The European and Asian lifestyle included a long history of sharing close quarters with domesticated animals such as cows, pigs, sheep, goats, horses, and various domesticated fowl, which had resulted in epidemic diseases unknown in the Americas. Thus, the large-scale contact with Europeans after 1492 introduced novel germs to the indigenous people of the Americas. Epidemics of smallpox (1518, 1521, 1525, 1558, 1589), typhus (1546), influenza (1558), diphtheria (1614), and measles (1618) swept ahead of initial European contact, killing between 10 million and 20 million people, up to 95 percent of the indigenous population of the Americas. This population loss and the cultural chaos and political collapses it caused greatly facilitated both colonization of the land and the conquest of the native civilizations. Mann says that "what happened after Columbus was like a thousand kudzus everywhere." "Throughout the hemisphere," he wrote, "ecosystems cracked and heaved like winter ice."
Estimates of the population of the Americas at the time Columbus arrived have varied tremendously. This population debate has often had ideological underpinnings. Some have argued that contemporary estimates of a high pre-Columbian indigenous population are rooted in a bias against aspects of Western civilization and/or Christianity. Robert Royal writes that "estimates of pre-Columbian population figures have become heavily politicized with scholars who are particularly critical of Europe often favoring wildly higher figures." Since civilizations rose and fell in the Americas before Columbus arrived, the indigenous population in 1492 was not necessarily at a high point, and may have already been in decline. Indigenous populations in most areas of the Americas reached a low point by the early twentieth century, and in a number of cases started to climb again.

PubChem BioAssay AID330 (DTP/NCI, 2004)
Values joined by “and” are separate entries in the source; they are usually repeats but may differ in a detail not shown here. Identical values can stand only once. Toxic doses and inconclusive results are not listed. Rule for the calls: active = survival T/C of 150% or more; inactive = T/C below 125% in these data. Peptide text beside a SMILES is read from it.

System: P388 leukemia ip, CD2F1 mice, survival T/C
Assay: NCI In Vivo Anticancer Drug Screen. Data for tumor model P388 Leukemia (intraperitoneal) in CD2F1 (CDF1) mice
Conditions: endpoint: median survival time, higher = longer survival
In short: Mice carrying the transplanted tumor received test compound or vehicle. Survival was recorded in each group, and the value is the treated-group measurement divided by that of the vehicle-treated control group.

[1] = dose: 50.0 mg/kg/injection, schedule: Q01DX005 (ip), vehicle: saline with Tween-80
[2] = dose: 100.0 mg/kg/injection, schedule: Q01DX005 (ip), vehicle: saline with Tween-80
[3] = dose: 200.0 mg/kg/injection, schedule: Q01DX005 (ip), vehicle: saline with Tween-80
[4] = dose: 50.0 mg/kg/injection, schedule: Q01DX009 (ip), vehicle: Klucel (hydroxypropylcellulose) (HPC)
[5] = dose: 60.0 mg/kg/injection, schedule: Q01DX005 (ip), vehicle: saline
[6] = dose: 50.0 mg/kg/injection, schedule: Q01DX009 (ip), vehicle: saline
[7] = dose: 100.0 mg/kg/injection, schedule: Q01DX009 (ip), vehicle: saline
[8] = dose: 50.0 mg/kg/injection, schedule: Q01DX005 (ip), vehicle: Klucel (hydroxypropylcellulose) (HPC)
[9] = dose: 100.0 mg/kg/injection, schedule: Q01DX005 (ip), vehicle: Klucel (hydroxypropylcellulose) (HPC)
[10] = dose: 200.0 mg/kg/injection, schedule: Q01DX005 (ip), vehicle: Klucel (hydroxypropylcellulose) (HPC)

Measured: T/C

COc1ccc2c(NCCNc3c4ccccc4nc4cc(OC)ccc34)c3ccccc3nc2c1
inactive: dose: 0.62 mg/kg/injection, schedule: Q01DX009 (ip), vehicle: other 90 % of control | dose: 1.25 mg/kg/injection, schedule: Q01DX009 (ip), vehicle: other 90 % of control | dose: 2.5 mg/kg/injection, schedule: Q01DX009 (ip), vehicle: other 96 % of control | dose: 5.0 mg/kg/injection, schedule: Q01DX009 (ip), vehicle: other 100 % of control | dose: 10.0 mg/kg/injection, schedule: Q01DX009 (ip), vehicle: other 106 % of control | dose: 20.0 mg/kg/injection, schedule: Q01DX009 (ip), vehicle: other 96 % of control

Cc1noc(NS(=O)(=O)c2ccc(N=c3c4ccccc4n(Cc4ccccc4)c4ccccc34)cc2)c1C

The number of deaths caused by European-indigenous warfare has proven difficult to determine. In his book, The Wild Frontier: Atrocities During the American-Indian War from Jamestown Colony to Wounded Knee, William M. Osborn sought to tally every recorded atrocity in the area that would eventually become the continental United States, from first contact (1511) to the closing of the frontier (1890), and determined that 9,156 people died from atrocities perpetrated by Native Americans, and 7,193 people died from those perpetrated by Europeans. Osborn defines an atrocity as the murder, torture, or mutilation of civilians, the wounded, and prisoners. Michno estimates 21,586 dead, wounded, and captured civilians and soldiers for the period of 1850–1890 alone.